AISB/IACAP 2012 Symposium
"Revisiting Turing and his Test:
Comprehensiveness, Qualia, and the Real World"
Symposium no. 7 at AISB/IA-CAP 2012 World Congress, Birmingham
4-5 July 2012
Vincent C. Müller (Anatolia College/ACT & University of Oxford)
Aladdin Ayesh (De Montfort University)
With the support of: Mark Bishop (Goldsmith College, London), John Barnden (University of Birmingham), Alessio Plebe (University Messina) and Pietro Perconti (University Messina)
The 11 papers accepted for this volume are available in the proceedings volume for download. See the schedule below or the table of contents.
- [14:00 - 14:30] Daniel Devatman Hromada
From Taxonomy of Turing Test-Consistent Scenarios Towards Attribution of Legal Status to Meta-modular Artificial Autonomous Agents
- [14:30 - 15:00] Michael Zillich
My Robot is Smarter than Your Robot: On the Need for a Total Turing Test for Robots
- [15:00 - 15:30] Adam Linson, Chris Dobbyn and Robin Laney
Interactive Intelligence: Behaviour-based AI, Musical HCI and the Turing Test
- [15:30 - 16:00] Javier Insa, Jose Hernandez-Orallo, Sergio España, David Dowe and M.Victoria Hernandez-Lloreda
The anYnt Project Intelligence Test (Demo)
- [16:00 - 16:30] Jose Hernandez-Orallo, Javier Insa, David Dowe and Bill Hibbard
Turing Machines and Recursive Turing Tests
- Coffee Break -
- [17:00 - 17:30] Francesco Bianchini and Domenica Bruni
What Language for Turing Test in the Age of Qualia?
- [17:30 - 18:00] Paul Schweizer
Could There be a Turing Test for Qualia?
- [18:00 - 18:30] Antonio Chella and Riccardo Manzotti
Jazz and Machine Consciousness: Towards a New Turing Test
- [10:00 - 10:30] William York and Jerry Swan
Taking Turing Seriously (But Not Literally)
- [10:30 - 11:00] Hajo Greif
Laws of Form and the Force of Function: Variations on the Turing Test
- [11:00 - 12:30] Panel Discussion with speakers and organisers
The overall schedule of the AISB/AI-CAP meeting is on http://events.cs.bham.ac.uk/turing12/schedule.php
2010 marked the 60th anniversary of the publication of Turing’s paper, in which he outlined his test for machine intelligence. Turing suggested that consideration of genuine machine thought should be replaced by use of a simple behaviour-based process in which a human interrogator converses blindly with a machine and another human. Although the precise nature of the test has been debated, the standard interpretation is that if, after five minutes interaction, the interrogator cannot reliably tell which respondent is the human and which the machine then the machine can be qualified as a 'thinking machine'. Through the years, this test has become synonymous as 'the benchmark' for Artificial Intelligence in popular culture.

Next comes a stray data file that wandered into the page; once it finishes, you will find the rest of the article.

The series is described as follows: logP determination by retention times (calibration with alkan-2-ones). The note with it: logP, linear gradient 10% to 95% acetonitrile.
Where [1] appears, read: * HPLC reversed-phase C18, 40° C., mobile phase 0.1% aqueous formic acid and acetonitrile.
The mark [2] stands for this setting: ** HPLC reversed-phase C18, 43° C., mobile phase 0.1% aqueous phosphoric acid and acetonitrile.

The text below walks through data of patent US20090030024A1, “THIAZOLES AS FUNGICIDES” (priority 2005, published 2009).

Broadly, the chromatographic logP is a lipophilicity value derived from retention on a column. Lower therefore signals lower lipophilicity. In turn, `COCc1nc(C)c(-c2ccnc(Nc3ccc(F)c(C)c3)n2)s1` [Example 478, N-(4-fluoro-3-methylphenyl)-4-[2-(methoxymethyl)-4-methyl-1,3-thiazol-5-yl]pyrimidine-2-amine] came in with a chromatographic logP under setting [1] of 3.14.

There is both widespread dissatisfaction with the 'Turing test' and widespread need for intelligence testing that would allow to direct AI research towards general intelligent systems and to measure success. There is a host of testbeds and specific benchmarks in AI, but there is no agreement on what a general test should even look like. However, this test seems exceedingly useful for the direction of research and funding. A crucial feature of the desired intelligence is to act successfully in an environment that cannot be fully predicted at design time, i.e. to produce systems that behave robustly in a complex changing environment - rather than in virtual or controlled environments. The more complex and changing the environment, however, the harder it becomes to produce tests that allow any kind of benchmarking. Intelligence testing is thus an area where philosophical analysis of the fundamental concepts can be useful for cutting edge research.